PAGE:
Google, Skype race to tear down language barriers

It feels like an attempt to reverse the effects or even create a new Tower of Babel, but this time no actual towers are involved (unless you count cell towers). The bridging of languages is, instead, being done over the Internet, in real time, and using your voice. And at the forefront of these advancements in technology are Google and Skype (and by proxy, Microsoft) who are now starting to compete not for the best voice chat service, but for which one can translate a spoken word better.

Before the year ended, Skype announced its new Translator preview that translated languages as they happened, like in a conversation between two people of different tongues. At the moment, only English and Spanish are supported and the feature is limited to a few testers. But it's not hard to imagine this feature catching on quickly, which will have Skype scrambling to support more languages faster.

Google, however, won't be outdone. Now there is talk that the search giant has an update to its translation services that rolls in that feature as well. Google Translate is already quite talented, supporting over 90 languages. It can also already identify some spoken words in another language, but the new real-time identification and translation is definitely a step up from the status quo.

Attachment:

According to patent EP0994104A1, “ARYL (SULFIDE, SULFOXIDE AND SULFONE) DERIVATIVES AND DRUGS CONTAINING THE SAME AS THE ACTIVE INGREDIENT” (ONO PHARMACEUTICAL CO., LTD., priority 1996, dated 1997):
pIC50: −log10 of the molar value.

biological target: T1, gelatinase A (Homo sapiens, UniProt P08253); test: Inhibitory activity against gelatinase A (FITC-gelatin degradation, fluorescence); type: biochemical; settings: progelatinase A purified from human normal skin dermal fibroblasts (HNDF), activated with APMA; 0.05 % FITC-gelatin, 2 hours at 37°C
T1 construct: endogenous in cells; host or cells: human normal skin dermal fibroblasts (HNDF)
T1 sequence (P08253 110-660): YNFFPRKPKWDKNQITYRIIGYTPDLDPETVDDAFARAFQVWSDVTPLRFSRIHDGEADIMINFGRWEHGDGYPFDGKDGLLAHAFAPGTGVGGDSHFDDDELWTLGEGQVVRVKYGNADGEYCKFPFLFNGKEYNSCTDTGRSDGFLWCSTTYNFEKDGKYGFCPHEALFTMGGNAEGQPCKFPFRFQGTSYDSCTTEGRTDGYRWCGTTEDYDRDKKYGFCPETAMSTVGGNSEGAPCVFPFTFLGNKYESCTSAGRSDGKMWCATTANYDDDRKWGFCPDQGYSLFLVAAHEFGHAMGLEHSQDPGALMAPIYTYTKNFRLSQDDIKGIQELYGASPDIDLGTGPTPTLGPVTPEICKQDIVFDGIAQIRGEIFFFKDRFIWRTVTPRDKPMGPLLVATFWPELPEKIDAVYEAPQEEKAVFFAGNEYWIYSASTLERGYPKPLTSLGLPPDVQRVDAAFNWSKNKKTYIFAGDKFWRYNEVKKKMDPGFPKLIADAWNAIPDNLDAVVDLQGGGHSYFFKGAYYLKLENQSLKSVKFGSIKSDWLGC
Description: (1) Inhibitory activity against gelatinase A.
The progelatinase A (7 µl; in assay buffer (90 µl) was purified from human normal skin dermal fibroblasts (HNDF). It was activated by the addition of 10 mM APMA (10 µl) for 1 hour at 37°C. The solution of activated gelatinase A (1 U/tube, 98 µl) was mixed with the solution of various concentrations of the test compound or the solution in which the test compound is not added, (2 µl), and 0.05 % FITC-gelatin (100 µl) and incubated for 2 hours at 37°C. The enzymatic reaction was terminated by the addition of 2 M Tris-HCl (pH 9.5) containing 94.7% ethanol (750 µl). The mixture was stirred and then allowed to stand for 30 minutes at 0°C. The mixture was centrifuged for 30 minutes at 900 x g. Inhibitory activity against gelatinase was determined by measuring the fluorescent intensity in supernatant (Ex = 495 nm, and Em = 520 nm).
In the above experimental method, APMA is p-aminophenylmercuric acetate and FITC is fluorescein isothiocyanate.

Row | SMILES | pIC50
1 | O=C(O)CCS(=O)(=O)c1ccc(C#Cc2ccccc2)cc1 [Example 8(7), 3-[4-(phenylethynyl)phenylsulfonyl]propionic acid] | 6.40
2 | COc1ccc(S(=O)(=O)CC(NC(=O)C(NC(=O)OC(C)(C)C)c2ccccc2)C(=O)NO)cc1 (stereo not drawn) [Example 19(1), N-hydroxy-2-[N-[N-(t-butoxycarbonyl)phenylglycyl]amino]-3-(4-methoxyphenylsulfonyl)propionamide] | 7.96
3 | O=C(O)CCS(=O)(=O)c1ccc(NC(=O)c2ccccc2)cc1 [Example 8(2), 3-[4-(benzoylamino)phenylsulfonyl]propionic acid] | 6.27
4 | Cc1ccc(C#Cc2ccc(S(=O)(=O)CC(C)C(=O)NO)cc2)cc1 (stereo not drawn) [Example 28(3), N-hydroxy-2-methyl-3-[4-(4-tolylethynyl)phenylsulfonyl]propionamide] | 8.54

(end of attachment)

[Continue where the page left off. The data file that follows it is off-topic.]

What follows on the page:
It may all seem wonderful, magical, and definitely helpful, but it's not without cost, at least in terms of potential costs to privacy. These translation services aren't simply fed translations word for word and then left on their own. The early days of services like Babelfish are testament to how that can end up really badly. The complexity of human languages require these systems to continually learn, and even for that kind of machine learning, you will need data, lots of data and constant data. That is why these services usually have some disclaimer or user that asks if you'd like your words to be used to help improve the system. Of course, that also means that they would store your conversations, which can give rise to privacy concerns.

Naturally, these companies insist that user data is anonymized and the users are protected. Skype says that conversations are broken up into files and lose their connection to a particular sender or speaker that even the NSA won't be able to make sense of it. Google even takes obfuscation one step further. Because of the possibility of voice being used for biometric-based security like passwords, the voice used for the translation is different from the user's own voice and gender, which, of course, sometimes make for pretty amusing situations.